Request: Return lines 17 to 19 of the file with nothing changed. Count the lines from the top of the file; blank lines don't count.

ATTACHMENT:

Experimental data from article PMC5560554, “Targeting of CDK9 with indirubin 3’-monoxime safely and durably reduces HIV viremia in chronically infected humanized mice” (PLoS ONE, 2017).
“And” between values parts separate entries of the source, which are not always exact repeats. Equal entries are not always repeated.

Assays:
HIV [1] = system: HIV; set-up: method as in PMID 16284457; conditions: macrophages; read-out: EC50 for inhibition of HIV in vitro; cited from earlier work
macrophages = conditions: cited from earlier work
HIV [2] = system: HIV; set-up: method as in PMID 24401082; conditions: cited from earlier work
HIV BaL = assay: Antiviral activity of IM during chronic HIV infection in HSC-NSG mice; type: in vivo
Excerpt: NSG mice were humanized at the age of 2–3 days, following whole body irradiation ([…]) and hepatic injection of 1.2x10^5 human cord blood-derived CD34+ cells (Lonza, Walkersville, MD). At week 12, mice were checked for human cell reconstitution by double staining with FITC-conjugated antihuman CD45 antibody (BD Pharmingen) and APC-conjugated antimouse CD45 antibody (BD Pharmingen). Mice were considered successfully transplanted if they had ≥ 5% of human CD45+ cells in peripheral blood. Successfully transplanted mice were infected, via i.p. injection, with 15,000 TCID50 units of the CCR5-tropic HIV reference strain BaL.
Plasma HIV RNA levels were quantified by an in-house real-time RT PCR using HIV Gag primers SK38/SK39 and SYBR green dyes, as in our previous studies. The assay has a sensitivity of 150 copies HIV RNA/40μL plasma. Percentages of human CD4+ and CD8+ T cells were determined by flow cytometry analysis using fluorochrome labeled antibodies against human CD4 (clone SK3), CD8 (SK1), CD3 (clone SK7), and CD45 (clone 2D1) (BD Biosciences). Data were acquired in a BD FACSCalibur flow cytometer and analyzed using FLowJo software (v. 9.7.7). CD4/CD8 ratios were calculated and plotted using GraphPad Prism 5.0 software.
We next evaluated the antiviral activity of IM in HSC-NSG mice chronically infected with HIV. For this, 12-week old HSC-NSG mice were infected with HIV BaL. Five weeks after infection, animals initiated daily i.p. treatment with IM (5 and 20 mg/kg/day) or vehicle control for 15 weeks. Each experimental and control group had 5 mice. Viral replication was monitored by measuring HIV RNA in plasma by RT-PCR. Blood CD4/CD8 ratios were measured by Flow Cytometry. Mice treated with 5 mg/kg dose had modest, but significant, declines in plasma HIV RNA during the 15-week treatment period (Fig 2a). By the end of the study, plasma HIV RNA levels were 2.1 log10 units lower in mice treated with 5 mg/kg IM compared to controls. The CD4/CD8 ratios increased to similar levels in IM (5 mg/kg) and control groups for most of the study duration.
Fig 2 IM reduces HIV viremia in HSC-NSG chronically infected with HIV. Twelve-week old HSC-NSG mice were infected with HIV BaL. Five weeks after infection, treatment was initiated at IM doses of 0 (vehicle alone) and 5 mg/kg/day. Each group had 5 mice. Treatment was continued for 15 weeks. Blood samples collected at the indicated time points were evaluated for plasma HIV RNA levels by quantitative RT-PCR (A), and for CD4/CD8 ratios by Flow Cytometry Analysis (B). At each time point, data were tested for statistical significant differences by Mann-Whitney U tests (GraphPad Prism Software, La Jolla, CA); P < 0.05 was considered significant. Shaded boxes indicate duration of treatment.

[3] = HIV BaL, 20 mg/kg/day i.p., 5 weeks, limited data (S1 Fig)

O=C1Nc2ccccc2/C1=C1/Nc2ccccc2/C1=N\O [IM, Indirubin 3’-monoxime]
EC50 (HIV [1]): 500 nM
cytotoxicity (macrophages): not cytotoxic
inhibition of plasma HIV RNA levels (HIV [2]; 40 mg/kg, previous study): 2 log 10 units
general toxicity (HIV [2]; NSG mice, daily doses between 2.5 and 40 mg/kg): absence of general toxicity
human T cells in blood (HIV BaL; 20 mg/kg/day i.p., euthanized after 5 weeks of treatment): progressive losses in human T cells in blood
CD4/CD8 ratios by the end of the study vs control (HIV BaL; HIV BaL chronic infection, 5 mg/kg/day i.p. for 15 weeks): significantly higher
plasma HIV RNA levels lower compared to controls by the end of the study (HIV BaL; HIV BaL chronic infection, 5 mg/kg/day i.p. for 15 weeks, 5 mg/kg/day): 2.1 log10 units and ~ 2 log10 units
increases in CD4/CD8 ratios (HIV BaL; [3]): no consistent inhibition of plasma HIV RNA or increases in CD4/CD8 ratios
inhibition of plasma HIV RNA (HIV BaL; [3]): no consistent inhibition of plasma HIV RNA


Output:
general toxicity (HIV [2]; NSG mice, daily doses between 2.5 and 40 mg/kg): absence of general toxicity
human T cells in blood (HIV BaL; 20 mg/kg/day i.p., euthanized after 5 weeks of treatment): progressive losses in human T cells in blood
CD4/CD8 ratios by the end of the study vs control (HIV BaL; HIV BaL chronic infection, 5 mg/kg/day i.p. for 15 weeks): significantly higher